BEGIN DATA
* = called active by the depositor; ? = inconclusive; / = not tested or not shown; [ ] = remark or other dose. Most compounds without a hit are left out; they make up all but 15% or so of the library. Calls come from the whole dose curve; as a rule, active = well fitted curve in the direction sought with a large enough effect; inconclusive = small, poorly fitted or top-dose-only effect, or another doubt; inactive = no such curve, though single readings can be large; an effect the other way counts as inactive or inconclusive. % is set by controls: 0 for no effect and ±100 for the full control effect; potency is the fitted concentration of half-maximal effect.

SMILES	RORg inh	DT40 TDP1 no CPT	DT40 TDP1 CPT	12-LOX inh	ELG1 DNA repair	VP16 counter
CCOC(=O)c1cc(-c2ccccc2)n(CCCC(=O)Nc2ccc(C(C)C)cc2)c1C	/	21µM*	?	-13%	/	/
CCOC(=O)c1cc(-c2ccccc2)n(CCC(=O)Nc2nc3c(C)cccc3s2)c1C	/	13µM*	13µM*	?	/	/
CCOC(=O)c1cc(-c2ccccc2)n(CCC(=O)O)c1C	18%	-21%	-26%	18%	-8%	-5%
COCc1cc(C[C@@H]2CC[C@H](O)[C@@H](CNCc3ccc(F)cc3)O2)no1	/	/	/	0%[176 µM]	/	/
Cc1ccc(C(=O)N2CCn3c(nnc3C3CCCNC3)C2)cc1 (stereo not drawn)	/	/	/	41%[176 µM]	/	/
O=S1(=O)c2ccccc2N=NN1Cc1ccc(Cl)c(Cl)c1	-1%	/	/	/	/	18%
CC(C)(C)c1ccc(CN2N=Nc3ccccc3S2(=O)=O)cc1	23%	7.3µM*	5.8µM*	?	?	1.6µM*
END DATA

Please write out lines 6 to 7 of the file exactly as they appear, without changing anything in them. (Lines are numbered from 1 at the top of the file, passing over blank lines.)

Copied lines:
COCc1cc(C[C@@H]2CC[C@H](O)[C@@H](CNCc3ccc(F)cc3)O2)no1	/	/	/	0%[176 µM]	/	/
Cc1ccc(C(=O)N2CCn3c(nnc3C3CCCNC3)C2)cc1 (stereo not drawn)	/	/	/	41%[176 µM]	/	/